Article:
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In 2006, nearly half of all Canadians, 13.9 million people, were living in the country's three largest urban areas: the Montréal census metropolitan area, the Vancouver census metropolitan area, and the Greater Golden Horseshoe in southern Ontario.
Between 2001 and 2006, the population of these areas grew by 950,000 representing more than half of Canada's total population growth (+1.6 million). This growth rate (+7.3%) was above the national average (+5.4%) for the period.
The large urban centres of Montréal, Vancouver and the Greater Golden Horseshoe have a number of special demographic characteristics. For example, population growth is largely due to international immigration along with the pull these larger urban areas exert on the younger working age adults from other parts of the country who are likely to move there for economic reasons.
What also sets them apart is the fact that these metropolitan areas encompass large municipalities that are home to hundreds of thousands of people. Some municipalities located on the fringes of the municipalities of Montréal, Toronto and Vancouver have larger populations compared with many of the country's census metropolitan areas.
It is important to differentiate between census metropolitan areas (CMAs) and municipalities that form census subdivisions (CSDs). CMAs usually consist of many municipalities, one of which, called the central municipality, lends its name to the CMA. For example, the Montréal CMA includes nearly 100 municipalities, such as Laval, Longueuil, La Prairie and Mirabel. The municipality of Montréal, on the island of Montréal, is the central municipality, that is the census subdivision for which the CMA is named.
Of the 25 municipalities with the largest populations in Canada, nine are on the fringes of Montréal, Toronto or Vancouver2. Included, for example, are Mississauga (668,549), a suburb of Toronto; Surrey (394,976), a suburb of Vancouver; and Laval (368,709), a suburb of Montréal. The growth rate of these municipalities varies widely, even within the larger urban areas of which they form part.
Table 4 Most populous municipalities of Canada in 2006
Canada's most populous metropolitan area prior to the 1976 Census, the Montréal CMA is now, with its population of 3.6 million, the second-largest CMA after Toronto. It still has considerable demographic significance for Quebec, as it is home to nearly half of the 7.5 million Quebecers enumerated in 2006.
Between 2001 and 2006, the Montréal CMA's population grew by 5.3%, slightly more rapidly than Quebec's population (+4.3%). International immigration was the main factor in the CMA's population growth as over the five year period it experienced a net loss in its migration exchanges with the other parts of the country.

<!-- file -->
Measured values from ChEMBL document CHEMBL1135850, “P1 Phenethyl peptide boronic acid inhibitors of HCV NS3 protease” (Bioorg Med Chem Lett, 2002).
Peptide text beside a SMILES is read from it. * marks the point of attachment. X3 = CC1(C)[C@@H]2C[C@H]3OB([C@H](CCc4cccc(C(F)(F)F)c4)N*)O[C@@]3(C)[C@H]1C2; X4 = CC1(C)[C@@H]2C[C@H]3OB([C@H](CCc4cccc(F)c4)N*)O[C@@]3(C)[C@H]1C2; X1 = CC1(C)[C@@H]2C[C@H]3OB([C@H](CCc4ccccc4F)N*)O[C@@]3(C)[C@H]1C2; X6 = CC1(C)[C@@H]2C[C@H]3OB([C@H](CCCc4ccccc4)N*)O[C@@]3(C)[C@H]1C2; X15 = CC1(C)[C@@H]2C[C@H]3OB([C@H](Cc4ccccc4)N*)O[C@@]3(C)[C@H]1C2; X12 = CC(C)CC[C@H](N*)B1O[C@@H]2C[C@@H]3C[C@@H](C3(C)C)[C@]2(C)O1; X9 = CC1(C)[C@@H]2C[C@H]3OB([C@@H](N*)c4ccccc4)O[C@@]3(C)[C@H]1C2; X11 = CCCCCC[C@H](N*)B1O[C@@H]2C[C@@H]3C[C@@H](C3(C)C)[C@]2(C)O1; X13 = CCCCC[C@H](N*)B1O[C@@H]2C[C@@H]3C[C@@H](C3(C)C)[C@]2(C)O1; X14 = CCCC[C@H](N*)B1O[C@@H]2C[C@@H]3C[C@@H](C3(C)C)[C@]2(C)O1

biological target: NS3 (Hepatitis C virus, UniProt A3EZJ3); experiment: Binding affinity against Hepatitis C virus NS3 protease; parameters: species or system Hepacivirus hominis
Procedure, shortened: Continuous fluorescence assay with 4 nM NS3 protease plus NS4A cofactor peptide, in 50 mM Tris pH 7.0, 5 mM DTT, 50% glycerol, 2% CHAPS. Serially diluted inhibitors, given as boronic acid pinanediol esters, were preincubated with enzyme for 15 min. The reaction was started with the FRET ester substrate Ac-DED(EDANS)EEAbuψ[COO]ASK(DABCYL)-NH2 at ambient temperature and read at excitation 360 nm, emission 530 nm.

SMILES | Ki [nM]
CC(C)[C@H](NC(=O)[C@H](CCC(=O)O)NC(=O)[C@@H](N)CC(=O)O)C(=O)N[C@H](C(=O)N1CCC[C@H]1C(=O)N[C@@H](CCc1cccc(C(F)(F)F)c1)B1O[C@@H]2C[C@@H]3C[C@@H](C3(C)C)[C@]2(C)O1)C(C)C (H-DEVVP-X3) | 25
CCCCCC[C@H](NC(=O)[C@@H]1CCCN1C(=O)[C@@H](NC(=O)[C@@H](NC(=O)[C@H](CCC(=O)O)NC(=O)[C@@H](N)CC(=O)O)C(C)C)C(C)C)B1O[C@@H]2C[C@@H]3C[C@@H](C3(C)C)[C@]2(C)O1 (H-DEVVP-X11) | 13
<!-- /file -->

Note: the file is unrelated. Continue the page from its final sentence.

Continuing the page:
The Montréal CMA encompasses nearly 100 municipalities with widely varying populations and growth rates. It includes municipalities with large populations, such as the municipality of Montréal (1.6 million), the municipality of Laval (368,709, the third-largest municipality in Quebec) and the municipality of Longueuil (229,330, the fifth-largest municipality in Quebec). In contrast, municipalities such as Senneville, Pointe-des-Cascades and Vaudreuil-sur-le-Lac had a population of less than 2,000 each.
Since 2001, the growth of the various municipalities located in the Montréal CMA has also varied. About 30 municipalities, with a total population of nearly half a million, experienced a growth rate of at least twice the national average. Among them are Vaudreuil-Dorion (+29.5%) to the west; Saint-Colomban (+34.8%), Blainville (+29.0%), Mirabel (+26.8%), Terrebonne (+17.6%) and Mascouche (+14.2%) to the north; St-Basile-le-Grand (+26.0%) to the east; and Candiac (+25.8%), La Prairie (+15.2%) and Chambly (+11.1%) to the south. All of these are located on the periphery of the island of Montréal, in some cases close to major highways, and most are adjacent to the CMA's boundaries.
Montréal CMA. Population Change, 2001 to 2006, by 2006 Census Subdivision
On the island of Montréal, the growth rate of every municipality except Montréal-est was lower than the provincial average of 4.3%. That was the case for the city of Montréal, as its population grew by 2.3% between 2001 and 2006.
This pattern of development in urban centres, where the population of peripheral municipalities grows faster than that of the central municipality, is typical of urban spread (Flash).